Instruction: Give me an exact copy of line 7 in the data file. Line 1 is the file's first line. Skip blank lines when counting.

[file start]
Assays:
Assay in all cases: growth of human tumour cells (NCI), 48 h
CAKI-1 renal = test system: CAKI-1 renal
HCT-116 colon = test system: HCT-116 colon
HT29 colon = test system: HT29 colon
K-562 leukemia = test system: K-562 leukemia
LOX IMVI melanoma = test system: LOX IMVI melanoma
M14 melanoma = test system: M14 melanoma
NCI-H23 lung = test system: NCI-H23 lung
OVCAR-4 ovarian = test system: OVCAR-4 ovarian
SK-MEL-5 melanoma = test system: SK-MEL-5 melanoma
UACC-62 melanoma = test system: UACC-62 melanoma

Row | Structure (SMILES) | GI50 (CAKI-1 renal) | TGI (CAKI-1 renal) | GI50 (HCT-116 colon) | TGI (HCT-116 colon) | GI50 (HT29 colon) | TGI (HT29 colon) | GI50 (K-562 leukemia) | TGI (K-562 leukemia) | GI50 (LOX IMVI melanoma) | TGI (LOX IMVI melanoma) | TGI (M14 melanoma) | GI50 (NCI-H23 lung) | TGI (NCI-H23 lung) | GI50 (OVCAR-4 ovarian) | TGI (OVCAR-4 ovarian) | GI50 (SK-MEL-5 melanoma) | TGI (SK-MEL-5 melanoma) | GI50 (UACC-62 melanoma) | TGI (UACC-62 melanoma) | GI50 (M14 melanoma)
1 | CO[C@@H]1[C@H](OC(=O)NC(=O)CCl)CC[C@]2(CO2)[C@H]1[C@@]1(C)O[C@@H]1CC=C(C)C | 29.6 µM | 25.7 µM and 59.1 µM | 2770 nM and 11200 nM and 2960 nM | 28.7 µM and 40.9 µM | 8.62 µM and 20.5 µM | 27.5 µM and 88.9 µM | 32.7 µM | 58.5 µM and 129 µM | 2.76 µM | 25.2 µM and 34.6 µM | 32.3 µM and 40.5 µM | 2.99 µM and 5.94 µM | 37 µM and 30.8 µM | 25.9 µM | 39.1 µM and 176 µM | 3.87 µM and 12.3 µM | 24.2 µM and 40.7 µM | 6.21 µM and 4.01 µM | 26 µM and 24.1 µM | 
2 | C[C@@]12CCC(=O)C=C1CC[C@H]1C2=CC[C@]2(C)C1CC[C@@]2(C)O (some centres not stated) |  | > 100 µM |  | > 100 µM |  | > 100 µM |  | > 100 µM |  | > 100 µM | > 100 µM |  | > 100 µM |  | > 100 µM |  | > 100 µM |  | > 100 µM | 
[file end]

LOX IMVI melanoma = test system: LOX IMVI melanoma